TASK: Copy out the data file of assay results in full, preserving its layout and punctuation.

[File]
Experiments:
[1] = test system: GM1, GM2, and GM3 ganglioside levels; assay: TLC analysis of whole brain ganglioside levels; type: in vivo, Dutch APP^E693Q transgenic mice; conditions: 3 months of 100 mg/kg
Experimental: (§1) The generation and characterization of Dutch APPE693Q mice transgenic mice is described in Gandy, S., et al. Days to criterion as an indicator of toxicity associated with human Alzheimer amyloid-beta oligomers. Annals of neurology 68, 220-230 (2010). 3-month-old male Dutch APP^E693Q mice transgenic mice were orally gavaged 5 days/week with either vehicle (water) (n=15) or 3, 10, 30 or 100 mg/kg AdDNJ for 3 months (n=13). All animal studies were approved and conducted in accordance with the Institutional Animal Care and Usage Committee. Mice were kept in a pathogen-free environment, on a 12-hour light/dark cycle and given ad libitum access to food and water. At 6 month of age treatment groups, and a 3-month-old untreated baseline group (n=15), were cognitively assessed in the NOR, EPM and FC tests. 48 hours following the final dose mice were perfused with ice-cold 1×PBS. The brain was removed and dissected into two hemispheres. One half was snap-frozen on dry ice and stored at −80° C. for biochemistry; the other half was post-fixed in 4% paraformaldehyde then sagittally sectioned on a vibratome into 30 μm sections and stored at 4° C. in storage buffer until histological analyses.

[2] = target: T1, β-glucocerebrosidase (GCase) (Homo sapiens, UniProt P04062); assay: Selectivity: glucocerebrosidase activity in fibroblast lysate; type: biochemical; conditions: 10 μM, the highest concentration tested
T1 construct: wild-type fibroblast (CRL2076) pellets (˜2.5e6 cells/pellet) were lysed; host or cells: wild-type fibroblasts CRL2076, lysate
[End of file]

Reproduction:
Experiments:
[1] = test system: GM1, GM2, and GM3 ganglioside levels; assay: TLC analysis of whole brain ganglioside levels; type: in vivo, Dutch APP^E693Q transgenic mice; conditions: 3 months of 100 mg/kg
Experimental: (§1) The generation and characterization of Dutch APPE693Q mice transgenic mice is described in Gandy, S., et al. Days to criterion as an indicator of toxicity associated with human Alzheimer amyloid-beta oligomers. Annals of neurology 68, 220-230 (2010). 3-month-old male Dutch APP^E693Q mice transgenic mice were orally gavaged 5 days/week with either vehicle (water) (n=15) or 3, 10, 30 or 100 mg/kg AdDNJ for 3 months (n=13). All animal studies were approved and conducted in accordance with the Institutional Animal Care and Usage Committee. Mice were kept in a pathogen-free environment, on a 12-hour light/dark cycle and given ad libitum access to food and water. At 6 month of age treatment groups, and a 3-month-old untreated baseline group (n=15), were cognitively assessed in the NOR, EPM and FC tests. 48 hours following the final dose mice were perfused with ice-cold 1×PBS. The brain was removed and dissected into two hemispheres. One half was snap-frozen on dry ice and stored at −80° C. for biochemistry; the other half was post-fixed in 4% paraformaldehyde then sagittally sectioned on a vibratome into 30 μm sections and stored at 4° C. in storage buffer until histological analyses.

[2] = target: T1, β-glucocerebrosidase (GCase) (Homo sapiens, UniProt P04062); assay: Selectivity: glucocerebrosidase activity in fibroblast lysate; type: biochemical; conditions: 10 μM, the highest concentration tested
T1 construct: wild-type fibroblast (CRL2076) pellets (˜2.5e6 cells/pellet) were lysed; host or cells: wild-type fibroblasts CRL2076, lysate